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Section 106 Agreements Solicitors

Section 106 of the Town and Country Planning Act 1990 (as amended) (the 1990 Act) deals with planning obligations. A section 106 Agreement is a binding contract made between a local planning authority (LPA) and the landowner and/or developer. The purpose of the section 106 Agreement is to compensate for the effect of a development on the local community.

Without the contributions made by a developer under a section 106 agreement, the LPA might refuse to grant planning permission. The contributions can be used to benefit the area, for example, by providing affordable housing, public open space, transport links or infrastructure improvements.

Glanvilles’ property lawyers are experts in advising landowners and developers in relation to section 106 Agreements. We also advise clients buying and selling property that is subject to a section 106 Agreement.

Our services include:

  • Drafting and negotiating section 106 Agreements;
  • Advising in connection with any disputes or enforcement action relating to section 106 Agreements;
  • Advising in relation to proposed modifications (variations) of section 106; Agreements including pursuant to section 106A of the 1990 Act; and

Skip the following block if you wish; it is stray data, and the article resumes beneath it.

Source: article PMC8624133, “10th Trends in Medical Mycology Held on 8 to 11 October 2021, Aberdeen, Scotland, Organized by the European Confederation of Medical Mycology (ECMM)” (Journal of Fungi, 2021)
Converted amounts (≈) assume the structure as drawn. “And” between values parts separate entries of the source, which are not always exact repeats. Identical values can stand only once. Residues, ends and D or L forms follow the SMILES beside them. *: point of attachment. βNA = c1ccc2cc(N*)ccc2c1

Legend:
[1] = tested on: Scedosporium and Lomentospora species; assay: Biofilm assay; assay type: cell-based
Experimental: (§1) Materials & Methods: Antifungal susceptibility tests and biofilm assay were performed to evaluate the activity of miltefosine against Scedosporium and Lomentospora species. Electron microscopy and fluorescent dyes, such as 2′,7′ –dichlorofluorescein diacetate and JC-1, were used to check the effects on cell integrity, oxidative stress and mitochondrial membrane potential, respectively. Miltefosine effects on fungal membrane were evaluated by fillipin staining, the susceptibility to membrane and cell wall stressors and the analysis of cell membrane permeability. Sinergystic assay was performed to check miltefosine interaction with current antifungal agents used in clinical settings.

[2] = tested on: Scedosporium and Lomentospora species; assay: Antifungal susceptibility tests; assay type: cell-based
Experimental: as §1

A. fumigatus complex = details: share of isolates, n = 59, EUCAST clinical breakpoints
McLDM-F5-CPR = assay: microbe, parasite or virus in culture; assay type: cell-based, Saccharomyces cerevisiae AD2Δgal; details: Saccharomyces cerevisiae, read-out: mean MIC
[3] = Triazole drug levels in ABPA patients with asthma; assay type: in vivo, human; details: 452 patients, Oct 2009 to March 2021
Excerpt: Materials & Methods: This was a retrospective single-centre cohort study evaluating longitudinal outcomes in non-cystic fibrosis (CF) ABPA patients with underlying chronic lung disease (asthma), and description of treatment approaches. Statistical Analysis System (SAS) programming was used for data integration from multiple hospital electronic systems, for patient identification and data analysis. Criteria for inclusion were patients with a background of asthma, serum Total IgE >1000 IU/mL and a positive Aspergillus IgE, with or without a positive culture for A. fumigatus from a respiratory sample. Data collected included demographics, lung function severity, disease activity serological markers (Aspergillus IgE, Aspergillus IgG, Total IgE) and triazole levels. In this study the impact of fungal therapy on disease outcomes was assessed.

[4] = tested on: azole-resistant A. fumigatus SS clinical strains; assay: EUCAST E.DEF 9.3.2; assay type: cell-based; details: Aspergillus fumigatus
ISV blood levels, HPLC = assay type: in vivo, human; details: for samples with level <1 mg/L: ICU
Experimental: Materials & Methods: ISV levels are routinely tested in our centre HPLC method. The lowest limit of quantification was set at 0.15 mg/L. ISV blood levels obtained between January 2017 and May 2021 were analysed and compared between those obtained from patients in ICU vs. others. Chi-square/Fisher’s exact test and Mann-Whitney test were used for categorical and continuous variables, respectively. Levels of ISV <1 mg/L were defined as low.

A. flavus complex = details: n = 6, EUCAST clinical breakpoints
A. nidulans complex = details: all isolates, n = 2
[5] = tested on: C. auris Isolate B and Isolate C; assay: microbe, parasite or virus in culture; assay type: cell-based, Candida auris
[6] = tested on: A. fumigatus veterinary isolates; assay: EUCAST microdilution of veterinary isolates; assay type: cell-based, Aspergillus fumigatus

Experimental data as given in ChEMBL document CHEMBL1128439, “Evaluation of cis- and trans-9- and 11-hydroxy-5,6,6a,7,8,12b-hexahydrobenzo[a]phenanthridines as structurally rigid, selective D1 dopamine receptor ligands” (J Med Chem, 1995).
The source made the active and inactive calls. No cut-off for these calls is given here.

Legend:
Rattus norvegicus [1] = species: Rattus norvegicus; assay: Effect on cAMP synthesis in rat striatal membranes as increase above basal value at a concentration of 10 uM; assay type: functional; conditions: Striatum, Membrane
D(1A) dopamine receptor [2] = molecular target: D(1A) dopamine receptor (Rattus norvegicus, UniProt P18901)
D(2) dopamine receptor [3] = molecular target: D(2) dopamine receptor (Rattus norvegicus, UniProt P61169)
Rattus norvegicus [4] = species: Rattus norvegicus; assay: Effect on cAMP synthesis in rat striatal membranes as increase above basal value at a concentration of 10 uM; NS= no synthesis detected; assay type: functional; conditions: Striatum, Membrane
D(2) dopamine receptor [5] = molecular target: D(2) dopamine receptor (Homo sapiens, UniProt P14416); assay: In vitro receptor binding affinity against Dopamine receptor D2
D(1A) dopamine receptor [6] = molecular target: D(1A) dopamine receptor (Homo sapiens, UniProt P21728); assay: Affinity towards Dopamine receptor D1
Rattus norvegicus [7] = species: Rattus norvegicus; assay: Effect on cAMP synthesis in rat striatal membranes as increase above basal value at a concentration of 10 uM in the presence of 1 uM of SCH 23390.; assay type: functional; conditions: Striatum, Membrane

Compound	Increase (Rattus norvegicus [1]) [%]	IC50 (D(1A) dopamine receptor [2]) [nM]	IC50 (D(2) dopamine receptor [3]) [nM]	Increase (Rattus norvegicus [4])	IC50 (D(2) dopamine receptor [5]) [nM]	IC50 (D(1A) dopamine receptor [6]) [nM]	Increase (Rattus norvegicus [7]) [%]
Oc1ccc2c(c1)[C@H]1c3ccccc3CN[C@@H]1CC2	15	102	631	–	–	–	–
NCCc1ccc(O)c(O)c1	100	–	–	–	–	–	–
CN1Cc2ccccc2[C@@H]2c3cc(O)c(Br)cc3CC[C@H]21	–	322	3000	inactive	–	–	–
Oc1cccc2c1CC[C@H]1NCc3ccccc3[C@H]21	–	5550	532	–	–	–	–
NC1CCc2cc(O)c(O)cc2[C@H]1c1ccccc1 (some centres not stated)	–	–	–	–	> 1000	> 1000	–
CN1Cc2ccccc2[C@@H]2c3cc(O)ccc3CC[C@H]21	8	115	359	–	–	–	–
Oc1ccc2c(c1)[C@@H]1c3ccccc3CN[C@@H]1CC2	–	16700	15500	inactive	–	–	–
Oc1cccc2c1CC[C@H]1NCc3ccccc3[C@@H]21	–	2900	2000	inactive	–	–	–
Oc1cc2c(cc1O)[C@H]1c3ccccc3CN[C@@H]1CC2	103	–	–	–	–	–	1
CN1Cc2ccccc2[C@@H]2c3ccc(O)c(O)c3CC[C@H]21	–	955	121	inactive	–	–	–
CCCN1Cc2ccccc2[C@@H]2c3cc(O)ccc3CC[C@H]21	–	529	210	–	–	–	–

• Advising in relation to proposed discharge (termination) of section 106 Agreements including pursuant to section 106B of the 1990 Act.

Our property lawyers will provide bespoke advice tailored to your needs and the development in question.

Get in touch with our property lawyers in Chichester, Fareham and Havant

Contact our property lawyers in ChichesterFareham or Havant or fill in our simple online enquiry form for a quick response.

The Glanvilles guide to section 106 Agreements

What is a section 106 agreement?

When a planning application is submitted to the LPA, the LPA may require the landowner and/or the developer to enter into a section 106 Agreement.  A section 106 Agreement must be necessary to make a proposed development acceptable in planning terms, directly relate to the proposed development and be fairly and reasonably related in scale and kind.  The LPA may refuse to grant the planning application unless the section 106 Agreement is in place.

Section 106 Agreements contain planning obligations.  Such obligations can:

  • Require that land is used in a particular way;
  • Impose restrictions in respect of the development;
  • Prohibit certain use of the land;
  • Require payments to be made to the LPA;
  • Impose obligations to allow activities to be carried out on the land;
  • Require the landowner to permit certain use of the land, for example, in respect of infrastructure such as pipes and cables; and
  • Impose restrictions when a property is sold.

Planning obligations should be distinguished from planning conditions which are the conditions which a planning permission is granted subject to.  Unlike planning conditions, planning obligations can apply to matters on and off the land which is to be developed and can extend to the payment of a sum of money to the LPA.

The obligations in a section 106 Agreement “run with the land”.  This means that they bind the original parties to the section 106 Agreement and, unless expressly stated otherwise, all future owners of the land to be developed.  As such, it is important to ensure that suitable limitation of liability provisions are incorporated into the section 106 Agreement.